The nation of Turkey is one of the best pilgrimage destinations in the world, full of holy sites from a variety of faith traditions.
Turkey has been a crossroads of civilization for millennia. Within its borders lie remains of the first known human settlement as well as ruins and artifacts from a succession of empires that include the Hittites, Lycians, Ionians, Persians, Macedonians, Romans, Byzantines, Seljuks, and Ottomans.
This ancient land is also home to many sites sacred to the Jewish, Christian, and Muslim faiths. While many Christians do not think of Turkey as a biblical land, during much of the first century it was the center for the young church.
Two-thirds of the 27 books in the New Testament were either written in Asia Minor (the term for the Asian portion of Turkey) or were addressed to communities there. The apostles John, Paul, and Peter lived, preached, and prayed here.
The Seven Churches of Revelation—Ephesus, Smyrna, Pergamum, Thyatira, Sardis, Philadelphia and Laodicea—are located on Turkey’s Aegean coast. According to tradition, the apostle John brought the Virgin Mary to Ephesus in Turkey after the crucifixion, where she lived her last days in a small stone house on Mount Koressos.
The long list of holy sites in Turkey includes the incomparable Hagia Sophia in Istanbul, the Basilica of St. John near Ephesus, and Mount Ararat in eastern Turkey.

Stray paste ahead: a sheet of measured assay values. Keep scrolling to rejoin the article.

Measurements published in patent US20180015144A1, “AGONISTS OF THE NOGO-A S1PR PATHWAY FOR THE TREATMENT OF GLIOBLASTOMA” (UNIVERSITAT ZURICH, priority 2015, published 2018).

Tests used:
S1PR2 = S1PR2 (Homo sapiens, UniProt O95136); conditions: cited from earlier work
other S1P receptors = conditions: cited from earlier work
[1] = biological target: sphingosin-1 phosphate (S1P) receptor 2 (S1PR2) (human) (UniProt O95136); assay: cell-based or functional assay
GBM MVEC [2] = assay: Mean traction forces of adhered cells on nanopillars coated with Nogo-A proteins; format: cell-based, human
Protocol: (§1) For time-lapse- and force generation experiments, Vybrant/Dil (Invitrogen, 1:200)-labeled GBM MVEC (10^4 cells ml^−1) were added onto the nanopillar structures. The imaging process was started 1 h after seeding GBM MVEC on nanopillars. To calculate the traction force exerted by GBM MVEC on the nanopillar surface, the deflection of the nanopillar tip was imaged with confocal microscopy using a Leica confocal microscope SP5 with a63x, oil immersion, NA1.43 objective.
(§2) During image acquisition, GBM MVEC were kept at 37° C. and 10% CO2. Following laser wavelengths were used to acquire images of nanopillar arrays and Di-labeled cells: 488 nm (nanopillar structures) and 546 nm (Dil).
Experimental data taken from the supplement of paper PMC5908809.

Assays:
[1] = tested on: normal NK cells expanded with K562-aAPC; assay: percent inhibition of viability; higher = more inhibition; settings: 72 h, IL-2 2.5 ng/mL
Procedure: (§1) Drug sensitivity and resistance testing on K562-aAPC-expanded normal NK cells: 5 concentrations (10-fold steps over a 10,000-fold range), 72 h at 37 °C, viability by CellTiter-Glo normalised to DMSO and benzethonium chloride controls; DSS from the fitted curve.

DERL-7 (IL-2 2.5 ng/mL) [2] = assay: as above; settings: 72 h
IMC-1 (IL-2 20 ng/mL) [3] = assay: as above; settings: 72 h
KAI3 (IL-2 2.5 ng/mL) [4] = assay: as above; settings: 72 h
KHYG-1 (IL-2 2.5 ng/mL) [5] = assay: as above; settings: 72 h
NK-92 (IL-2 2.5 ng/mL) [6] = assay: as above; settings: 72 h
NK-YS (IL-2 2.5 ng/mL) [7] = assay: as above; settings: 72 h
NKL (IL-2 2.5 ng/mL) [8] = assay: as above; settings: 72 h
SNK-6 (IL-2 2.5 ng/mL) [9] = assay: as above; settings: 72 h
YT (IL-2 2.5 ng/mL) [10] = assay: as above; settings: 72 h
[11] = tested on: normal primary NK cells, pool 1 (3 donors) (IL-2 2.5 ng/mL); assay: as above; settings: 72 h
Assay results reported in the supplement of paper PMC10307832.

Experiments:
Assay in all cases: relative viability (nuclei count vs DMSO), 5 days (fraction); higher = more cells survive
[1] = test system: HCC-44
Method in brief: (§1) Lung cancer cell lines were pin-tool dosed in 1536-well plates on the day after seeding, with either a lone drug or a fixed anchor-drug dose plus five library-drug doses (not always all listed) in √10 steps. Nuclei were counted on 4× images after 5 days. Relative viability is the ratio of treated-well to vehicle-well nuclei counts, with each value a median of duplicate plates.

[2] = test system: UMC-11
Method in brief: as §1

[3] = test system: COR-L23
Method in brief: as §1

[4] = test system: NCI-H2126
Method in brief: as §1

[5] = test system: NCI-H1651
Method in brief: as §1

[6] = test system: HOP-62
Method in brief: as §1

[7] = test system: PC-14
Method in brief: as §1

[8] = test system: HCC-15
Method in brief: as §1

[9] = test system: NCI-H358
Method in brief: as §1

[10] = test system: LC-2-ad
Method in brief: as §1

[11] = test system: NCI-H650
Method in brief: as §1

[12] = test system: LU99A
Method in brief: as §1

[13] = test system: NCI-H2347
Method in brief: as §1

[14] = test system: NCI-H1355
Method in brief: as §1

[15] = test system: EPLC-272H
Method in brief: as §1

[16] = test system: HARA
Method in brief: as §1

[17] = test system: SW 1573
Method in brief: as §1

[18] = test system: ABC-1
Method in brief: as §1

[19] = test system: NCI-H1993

As one of the fastest-growing tourism destinations in the world, Turkey is attracting a growing number of visitors interested in exploring its religious sites. Though the country is 99 percent Muslim, it is a secular state that is proud of its many Christian and Jewish landmarks. The Turkish people are warm, hospitable and eager to show the world their cultural and spiritual treasures.
While the coastal areas enjoy a generally mild climate, with warm summers and moderate winters, the inland plateau has greater temperature extremes. Late April through June, as well as September and October, are good times to travel in Turkey, as the weather is pleasant and the crowds manageable. July and August are the high season. Turkey in winter has its own charms: I visited in January and found the weather to be mild (generally in the 50s). A huge bonus was the fact that the major sites were not crowded with tourists.
English is widely spoken in major cities and resort areas. The official language is Turkish, which belongs to the Ural Altaic language group and uses a Latin alphabet.
In the following links I describe a trip to Istanbul, Ephesus, and Pergamum. Before traveling to Turkey, I hope you’ll also read my book Holy Rover: Journeys in Search of Mystery, Miracles and God, which is a memoir told through trips to a dozen holy sites around the world. One of its chapters describes a tour of sites in Turkey, including Ephesus.
- Hagia Sophia (including The Golden Treasures of Hagia Sophia)
- The Blue Mosque
- The Whirling Dervishes
- Church of St. Savior in Chora
- Pavilion of the Holy Mantle, Topkapi Palace
- In the Harem at Topkapi Palace
- The Cats of Istanbul
- The Temple of Artemis at Ephesus
- Greco-Roman ruins at Ephesus
- The Basilica of St. John near Ephesus
- The House of the Virgin Mary near Ephesus
- St. Paul in Ephesus
Lori Erickson is one of America’s top travel writers specializing in spiritual journeys. She’s the author of the Near the Exit: Travels With the Not-So-Grim Reaper and Holy Rover: Journeys in Search of Mystery, Miracles, and God. Her website Spiritual Travels features holy sites around the world.